I always have doubts in cases like these when someone suffers "numerous bruises and a broken nose" and then his death is declared due to a heart attack brought about by pre-existing conditions unrelated to the injuries that are proximate to death. Also, I'd like to know if the hospital did the cardiac tests the victim asked for and why they released him so soon to police custody, where he had the heart failure he predicted. These cases require close scrutiny by the public because to preserve a free country we have to make sure deaths in police custody do not involve wrongdoing by police. There was a case years ago where the Prince Georges police beat a man so much there was blood over the walls, with his family present. This was in a Greenbelt apartment complex. They thought he shot a policeman. But he turned out to be innocent--the real criminal ended up being shot at Beltway Plaza after killing an FBI agent on a nearby stakeout on an unrelated case, a stakeout the Greenbelt Police said they were not informed of. By the way, the Greenbelt police were outside the apartment building while the PG police beat the innocent man
AndThenAgain February 13, 2012 at 10:55 PM
"By the way, the Greenbelt police were outside the apartment building while the PG police beat the innocent man" __________________________________ Sounds like a prosecutable case of 9th degree assault---not quite a misdemeanor, more like a karmic violation for breathing the same air, wearing clean underwear, and driving Fords. Might slow one's admittance to Nirvana...during a rush.
Bailey Henneberg February 14, 2012 at 08:34 PM
I don't recall the incident you and Don are talking about, must have been before my time in Greenbelt. Sounds disturbing.
Bailey Henneberg February 14, 2012 at 08:36 PM
There are several sides to the story. It's hard to clearly know what happened. These days with so many people taking videos, I think that can shed light on some he-said, she-said matters. But no one has a video of Mang's arrest. Although I have ordered one of his time in the cell. I'm not looking forward to watching that one.
William T Leech February 28, 2012 at 09:31 PM
Three Greenbelt police one 140 lb. man. I know the greenbelt police and I know Michael, that man had his problems but fighting the police don't think so. The 35 years I've know him never heard or seen him in a fight.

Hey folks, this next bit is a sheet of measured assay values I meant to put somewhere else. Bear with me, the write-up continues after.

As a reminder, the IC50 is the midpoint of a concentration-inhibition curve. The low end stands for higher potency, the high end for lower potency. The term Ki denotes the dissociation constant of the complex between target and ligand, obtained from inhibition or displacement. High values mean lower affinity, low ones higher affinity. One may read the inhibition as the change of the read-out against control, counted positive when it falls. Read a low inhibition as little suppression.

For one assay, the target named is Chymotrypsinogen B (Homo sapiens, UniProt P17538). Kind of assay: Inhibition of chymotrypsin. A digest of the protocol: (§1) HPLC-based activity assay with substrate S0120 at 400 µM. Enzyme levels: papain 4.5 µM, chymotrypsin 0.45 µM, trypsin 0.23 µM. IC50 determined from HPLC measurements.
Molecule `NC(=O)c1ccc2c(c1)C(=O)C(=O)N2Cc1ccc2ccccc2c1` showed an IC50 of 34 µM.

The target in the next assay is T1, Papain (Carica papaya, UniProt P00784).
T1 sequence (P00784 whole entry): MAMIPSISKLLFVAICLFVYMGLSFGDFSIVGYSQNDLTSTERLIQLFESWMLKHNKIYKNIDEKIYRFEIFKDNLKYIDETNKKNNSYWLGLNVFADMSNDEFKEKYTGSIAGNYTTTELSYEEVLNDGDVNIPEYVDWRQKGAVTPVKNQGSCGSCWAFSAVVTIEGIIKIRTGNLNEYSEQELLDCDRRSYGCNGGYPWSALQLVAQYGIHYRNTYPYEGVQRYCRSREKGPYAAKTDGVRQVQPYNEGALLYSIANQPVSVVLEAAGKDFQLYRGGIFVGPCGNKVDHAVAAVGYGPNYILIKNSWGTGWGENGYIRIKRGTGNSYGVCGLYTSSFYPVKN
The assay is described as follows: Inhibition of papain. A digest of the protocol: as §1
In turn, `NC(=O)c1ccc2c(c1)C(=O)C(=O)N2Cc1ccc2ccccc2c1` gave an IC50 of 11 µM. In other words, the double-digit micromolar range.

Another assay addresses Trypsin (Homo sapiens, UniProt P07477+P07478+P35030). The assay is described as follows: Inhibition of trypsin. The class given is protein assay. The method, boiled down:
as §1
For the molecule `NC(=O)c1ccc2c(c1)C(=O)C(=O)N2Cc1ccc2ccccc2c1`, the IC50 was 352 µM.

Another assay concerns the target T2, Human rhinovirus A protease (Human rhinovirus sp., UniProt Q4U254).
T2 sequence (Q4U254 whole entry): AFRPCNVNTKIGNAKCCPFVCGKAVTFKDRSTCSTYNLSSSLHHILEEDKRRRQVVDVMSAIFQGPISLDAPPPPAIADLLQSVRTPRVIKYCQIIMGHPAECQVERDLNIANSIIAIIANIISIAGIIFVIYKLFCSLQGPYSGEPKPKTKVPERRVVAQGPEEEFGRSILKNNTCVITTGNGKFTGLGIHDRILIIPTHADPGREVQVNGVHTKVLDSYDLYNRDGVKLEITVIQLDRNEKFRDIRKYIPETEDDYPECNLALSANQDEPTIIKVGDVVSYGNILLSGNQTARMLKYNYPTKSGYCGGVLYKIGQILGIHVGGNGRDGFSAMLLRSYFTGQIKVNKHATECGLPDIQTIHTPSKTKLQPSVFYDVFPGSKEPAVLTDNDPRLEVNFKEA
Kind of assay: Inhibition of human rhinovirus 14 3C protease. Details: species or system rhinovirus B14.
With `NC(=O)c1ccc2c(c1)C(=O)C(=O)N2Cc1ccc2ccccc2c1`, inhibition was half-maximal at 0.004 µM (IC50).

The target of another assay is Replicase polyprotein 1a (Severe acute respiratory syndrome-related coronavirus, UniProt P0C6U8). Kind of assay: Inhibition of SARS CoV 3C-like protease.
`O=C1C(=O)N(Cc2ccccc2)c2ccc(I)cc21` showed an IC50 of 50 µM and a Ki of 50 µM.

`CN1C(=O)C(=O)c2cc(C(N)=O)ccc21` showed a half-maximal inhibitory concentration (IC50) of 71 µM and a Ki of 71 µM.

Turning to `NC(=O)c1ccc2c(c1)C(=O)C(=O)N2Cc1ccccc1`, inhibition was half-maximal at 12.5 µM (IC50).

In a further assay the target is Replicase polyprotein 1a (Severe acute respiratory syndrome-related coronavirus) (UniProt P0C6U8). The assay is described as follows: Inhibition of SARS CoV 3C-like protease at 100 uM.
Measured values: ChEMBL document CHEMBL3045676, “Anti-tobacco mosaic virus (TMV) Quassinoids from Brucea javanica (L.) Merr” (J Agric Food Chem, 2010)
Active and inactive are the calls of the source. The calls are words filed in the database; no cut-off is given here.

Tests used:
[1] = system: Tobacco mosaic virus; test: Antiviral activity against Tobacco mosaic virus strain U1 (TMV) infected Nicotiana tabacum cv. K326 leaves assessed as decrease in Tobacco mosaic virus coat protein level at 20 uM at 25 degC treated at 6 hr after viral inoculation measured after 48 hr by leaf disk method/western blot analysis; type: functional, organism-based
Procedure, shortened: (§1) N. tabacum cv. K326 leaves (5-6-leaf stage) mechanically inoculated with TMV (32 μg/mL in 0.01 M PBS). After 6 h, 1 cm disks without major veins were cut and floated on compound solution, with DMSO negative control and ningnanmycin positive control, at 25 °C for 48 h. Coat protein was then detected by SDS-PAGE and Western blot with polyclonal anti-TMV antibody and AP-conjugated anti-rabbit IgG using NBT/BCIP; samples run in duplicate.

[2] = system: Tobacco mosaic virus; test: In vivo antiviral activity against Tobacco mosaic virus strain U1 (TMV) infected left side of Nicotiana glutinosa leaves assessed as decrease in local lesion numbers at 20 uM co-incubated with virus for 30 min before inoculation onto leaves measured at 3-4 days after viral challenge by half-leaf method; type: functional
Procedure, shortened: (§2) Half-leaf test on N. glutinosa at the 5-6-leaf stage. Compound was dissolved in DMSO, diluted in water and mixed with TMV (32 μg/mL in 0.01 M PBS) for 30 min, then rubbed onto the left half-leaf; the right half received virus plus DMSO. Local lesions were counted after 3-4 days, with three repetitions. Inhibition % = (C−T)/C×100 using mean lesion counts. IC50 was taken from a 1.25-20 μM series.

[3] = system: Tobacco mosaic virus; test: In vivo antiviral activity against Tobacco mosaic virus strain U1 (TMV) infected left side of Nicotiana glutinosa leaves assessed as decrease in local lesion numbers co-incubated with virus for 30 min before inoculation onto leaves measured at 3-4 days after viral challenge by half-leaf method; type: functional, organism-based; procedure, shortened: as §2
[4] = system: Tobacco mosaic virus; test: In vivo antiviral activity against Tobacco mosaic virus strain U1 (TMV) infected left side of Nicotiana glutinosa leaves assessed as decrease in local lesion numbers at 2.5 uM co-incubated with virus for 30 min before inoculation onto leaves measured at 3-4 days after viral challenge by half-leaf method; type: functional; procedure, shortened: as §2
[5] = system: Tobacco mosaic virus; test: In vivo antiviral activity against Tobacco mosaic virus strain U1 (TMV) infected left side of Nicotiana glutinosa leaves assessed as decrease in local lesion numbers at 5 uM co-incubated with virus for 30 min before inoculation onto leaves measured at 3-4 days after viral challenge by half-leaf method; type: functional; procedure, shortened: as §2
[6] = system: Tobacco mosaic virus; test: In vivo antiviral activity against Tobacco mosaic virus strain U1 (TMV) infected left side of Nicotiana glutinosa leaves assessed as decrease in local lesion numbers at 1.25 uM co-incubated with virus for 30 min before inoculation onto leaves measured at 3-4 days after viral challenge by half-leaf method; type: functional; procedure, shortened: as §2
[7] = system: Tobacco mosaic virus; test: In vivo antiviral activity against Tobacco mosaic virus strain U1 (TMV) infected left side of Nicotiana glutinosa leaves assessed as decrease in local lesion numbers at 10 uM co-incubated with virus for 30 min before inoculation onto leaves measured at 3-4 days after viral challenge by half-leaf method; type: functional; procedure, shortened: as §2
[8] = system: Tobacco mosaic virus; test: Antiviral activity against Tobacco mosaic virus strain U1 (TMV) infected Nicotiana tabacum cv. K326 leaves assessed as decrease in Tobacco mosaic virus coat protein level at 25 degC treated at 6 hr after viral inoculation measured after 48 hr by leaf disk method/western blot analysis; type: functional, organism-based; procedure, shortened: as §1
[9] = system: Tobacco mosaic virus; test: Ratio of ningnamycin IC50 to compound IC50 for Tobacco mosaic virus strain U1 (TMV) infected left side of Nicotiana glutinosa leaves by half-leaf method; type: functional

desirea March 01, 2012 at 02:50 AM
I love how outsiders looking in has so much to say he was my friends brother he was sleep when the cops came in the home when is it ok for the cops to beat a man to the fact that he had a broken nose and rib really aren't they trained to haandle it better well if its up to people like you that think its ok I guess that's why they think the shit is ok let's not forget he was a father a brother a son and a man not a animal that they beat him like his family is hurt but I guess no one thinks of that the cops are not always right to my friend I love you and you no what happen and in do time they will get what's coming to them
Friend April 24, 2012 at 01:23 PM
Bowie20715 ~ im a friend of this mans oldest daughter, i know for a fact how gentle, kind & innocent of a human being he was. Now lets get real, do you really think that a 140 lb man could have fought three police officers with so much force that it was necessary to not only taser him , but to beat him also ? If one would use their head & common sense .. They would understand the 'facts' are far away from straight & narrow. Now you may believe that he fought police but realistically , it didnt happen . Period . As for the assumption that he was wrongfully in his mothers house, he lived there - once again , common sense dear . Finally, for this 'cabanza' you speak of .. Lets see your family treated with the disrespect & inhumane circumstances Michael Mang was & then you can talk .....
Friend April 24, 2012 at 01:25 PM
Andthenagain ~ did you incorrectly read the article ? He was not under the influence of any kind of drug .